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Allen West Finally Concedes Loss Of Congressional Seat

After putting up a quixotic two week long fight that seemed doomed from the start, Congressman Allen West has conceded his loss in the race for Florida’s 18th Congressional District:

Florida Rep. Allen West — the tea party pugilist and face of the class of House Republicans that stormed to power two years ago — conceded Tuesday to 29-year-old construction executive Patrick Murphy in one of the nation’s highest-profile congressional races.

After two weeks of battle with St. Lucie County elections officials — and a recount of early votes that wound up extending Murphy’s lead — West acknowledged that he couldn’t surmount his 1,904-vote, or 0.58 percent, deficit. That difference was just outside the 0.5 percent threshold to automatically trigger a recount of all votes.

So the brash conservative opted to bow out rather than wage a long and costly court battle he was unlikely to win.

“For two weeks since Election Day, we have been working to ensure every vote is counted accurately and fairly. We have made progress towards that goal, thanks to the dedication of our supporters and their unrelenting efforts to protect the integrity of the democratic process,” West said in a statement to POLITICO. “While many questions remain unanswered, today I am announcing that I will take no further action to contest the outcome of this election.”

West congratulated Murphy, saying, “I pray he will serve his constituents with honor and integrity, and put the interests of our nation before his own.”

Don’t expect West to go away quietly. We’ll likely see him showing up on Fox News Channel in the near future, and he may end up trying to get back into Congress in two years time. For the next two years at least, though, Congress will be war criminal free.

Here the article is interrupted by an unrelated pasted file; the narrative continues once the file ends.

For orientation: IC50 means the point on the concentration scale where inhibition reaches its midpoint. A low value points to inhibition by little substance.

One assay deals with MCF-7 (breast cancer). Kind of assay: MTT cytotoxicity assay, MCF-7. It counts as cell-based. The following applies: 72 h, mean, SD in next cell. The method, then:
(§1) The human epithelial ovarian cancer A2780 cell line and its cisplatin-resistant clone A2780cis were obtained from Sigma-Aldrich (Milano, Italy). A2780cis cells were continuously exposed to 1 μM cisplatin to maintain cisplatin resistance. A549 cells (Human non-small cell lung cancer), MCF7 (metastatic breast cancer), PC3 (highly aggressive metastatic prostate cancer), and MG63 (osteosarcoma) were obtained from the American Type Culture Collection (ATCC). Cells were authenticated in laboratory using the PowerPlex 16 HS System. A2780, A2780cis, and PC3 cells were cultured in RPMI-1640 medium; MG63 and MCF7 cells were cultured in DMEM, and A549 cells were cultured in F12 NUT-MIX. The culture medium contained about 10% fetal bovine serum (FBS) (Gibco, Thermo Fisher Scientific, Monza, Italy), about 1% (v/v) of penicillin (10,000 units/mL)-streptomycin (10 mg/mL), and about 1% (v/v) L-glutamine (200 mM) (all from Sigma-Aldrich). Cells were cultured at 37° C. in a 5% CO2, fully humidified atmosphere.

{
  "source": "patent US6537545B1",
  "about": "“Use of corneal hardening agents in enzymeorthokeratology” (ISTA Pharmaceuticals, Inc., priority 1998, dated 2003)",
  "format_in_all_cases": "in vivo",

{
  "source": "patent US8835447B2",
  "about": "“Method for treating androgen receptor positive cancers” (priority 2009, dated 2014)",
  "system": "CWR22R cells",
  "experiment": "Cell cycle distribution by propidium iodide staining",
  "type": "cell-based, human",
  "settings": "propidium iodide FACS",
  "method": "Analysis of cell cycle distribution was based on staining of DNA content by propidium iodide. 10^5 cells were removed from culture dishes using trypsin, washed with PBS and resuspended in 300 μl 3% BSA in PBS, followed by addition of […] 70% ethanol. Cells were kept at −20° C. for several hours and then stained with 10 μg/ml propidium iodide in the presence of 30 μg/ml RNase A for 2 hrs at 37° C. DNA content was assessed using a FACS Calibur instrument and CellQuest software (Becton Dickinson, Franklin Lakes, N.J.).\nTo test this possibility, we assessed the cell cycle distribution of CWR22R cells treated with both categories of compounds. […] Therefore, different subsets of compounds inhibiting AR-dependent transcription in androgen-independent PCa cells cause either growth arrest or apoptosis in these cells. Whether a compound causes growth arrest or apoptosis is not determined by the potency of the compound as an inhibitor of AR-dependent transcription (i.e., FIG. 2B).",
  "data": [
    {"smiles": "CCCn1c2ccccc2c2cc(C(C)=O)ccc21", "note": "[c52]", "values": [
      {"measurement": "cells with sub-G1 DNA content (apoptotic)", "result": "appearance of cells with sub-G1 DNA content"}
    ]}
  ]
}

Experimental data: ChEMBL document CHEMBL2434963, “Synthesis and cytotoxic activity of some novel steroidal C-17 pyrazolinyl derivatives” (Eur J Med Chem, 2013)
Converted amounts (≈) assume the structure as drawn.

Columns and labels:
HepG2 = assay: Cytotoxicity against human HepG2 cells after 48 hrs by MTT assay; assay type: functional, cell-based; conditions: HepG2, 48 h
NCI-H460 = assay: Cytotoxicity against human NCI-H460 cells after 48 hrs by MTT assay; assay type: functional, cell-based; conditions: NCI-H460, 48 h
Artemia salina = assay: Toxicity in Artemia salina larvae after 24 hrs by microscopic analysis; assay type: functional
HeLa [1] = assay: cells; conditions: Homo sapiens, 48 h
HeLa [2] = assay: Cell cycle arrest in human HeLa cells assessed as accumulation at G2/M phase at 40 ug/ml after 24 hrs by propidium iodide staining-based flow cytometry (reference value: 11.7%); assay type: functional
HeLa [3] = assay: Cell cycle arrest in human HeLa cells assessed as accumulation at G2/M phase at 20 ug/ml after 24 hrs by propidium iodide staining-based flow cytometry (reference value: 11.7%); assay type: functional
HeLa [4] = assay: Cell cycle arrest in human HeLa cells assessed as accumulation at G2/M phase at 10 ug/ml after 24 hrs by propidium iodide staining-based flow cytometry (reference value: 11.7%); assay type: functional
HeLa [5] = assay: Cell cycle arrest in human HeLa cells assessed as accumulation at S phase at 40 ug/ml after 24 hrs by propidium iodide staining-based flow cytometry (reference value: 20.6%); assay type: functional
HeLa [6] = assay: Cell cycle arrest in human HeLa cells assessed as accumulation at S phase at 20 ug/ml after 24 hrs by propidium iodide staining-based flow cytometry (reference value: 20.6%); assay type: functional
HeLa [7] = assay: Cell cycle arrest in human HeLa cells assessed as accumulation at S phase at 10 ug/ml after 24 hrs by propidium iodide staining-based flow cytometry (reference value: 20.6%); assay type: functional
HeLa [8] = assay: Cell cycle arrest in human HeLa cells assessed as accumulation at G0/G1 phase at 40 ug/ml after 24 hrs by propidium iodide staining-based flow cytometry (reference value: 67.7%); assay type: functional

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About Doug Mataconis
Doug holds a B.A. in Political Science from Rutgers University and J.D. from George Mason University School of Law. He joined the staff of OTB in May, 2010 and also writes at Below The Beltway. Follow Doug on Twitter | Facebook

Comments

  1. ozarkHillbilly says:

    West congratulated Murphy, saying, “I pray he will serve his constituents with honor and integrity, and put the interests of our nation before his own.”

    I wonder why? Not doing so was good enough for him.

    Like or Dislike: Thumb up 13 Thumb down 0

  2. Boyd says:

    I must have missed it. When was it that West was convicted of war crimes?

    I thought not. I guess that whole “innocent until proved guilty in court” only applies to people you like or agree with, eh?

    Hot debate. What do you think? Thumb up 3 Thumb down 17

  3. gVOR08 says:

    With Republicans, so often one has to ask – are they crazy enough to believe the stuff they’re saying, or are they just pandering to their crazy base. With West, at least, we know the answer.

    Like or Dislike: Thumb up 4 Thumb down 0

  4. Fiona says:

    For once, West had to concede to reality, that b**ch.

    Like or Dislike: Thumb up 4 Thumb down 0

  5. @Boyd:

    I think the link explains the reference

    Like or Dislike: Thumb up 7 Thumb down 0

  6. Markey says:

    I was hoping he would sandbag his office windows and refuse to be “taken out by the Communists” without a siege, oh well……

    Like or Dislike: Thumb up 3 Thumb down 0

  7. Boyd says:

    @Doug Mataconis: I think your linked post just perpetuates your smug assurance that your opinion is sufficient to call Allen West a war criminal, despite never being convicted for a war crime. Even the aggravated assault charge was a plain criminal charge, not a war crime, correct?